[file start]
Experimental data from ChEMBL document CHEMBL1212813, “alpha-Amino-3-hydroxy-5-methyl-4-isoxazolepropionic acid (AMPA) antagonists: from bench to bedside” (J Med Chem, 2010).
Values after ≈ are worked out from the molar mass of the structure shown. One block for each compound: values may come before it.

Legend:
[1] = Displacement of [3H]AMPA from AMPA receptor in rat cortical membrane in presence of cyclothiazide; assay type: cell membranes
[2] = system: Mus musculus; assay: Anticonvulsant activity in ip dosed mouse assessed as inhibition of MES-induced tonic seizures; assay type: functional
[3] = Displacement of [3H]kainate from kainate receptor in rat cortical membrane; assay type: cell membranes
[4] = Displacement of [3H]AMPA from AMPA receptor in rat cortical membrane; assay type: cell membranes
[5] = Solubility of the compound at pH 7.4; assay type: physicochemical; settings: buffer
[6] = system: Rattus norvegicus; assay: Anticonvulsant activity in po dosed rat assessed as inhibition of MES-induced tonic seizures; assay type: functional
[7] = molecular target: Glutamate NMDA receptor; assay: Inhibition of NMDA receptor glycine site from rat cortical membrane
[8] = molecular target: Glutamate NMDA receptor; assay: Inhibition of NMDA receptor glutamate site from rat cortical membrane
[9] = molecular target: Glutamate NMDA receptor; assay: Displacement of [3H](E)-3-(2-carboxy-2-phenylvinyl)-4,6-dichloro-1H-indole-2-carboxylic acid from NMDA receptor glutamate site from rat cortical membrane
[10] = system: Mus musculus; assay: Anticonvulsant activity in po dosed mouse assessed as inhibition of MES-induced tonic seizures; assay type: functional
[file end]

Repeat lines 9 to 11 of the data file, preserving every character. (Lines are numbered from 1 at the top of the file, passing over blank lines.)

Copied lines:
[6] = system: Rattus norvegicus; assay: Anticonvulsant activity in po dosed rat assessed as inhibition of MES-induced tonic seizures; assay type: functional
[7] = molecular target: Glutamate NMDA receptor; assay: Inhibition of NMDA receptor glycine site from rat cortical membrane
[8] = molecular target: Glutamate NMDA receptor; assay: Inhibition of NMDA receptor glutamate site from rat cortical membrane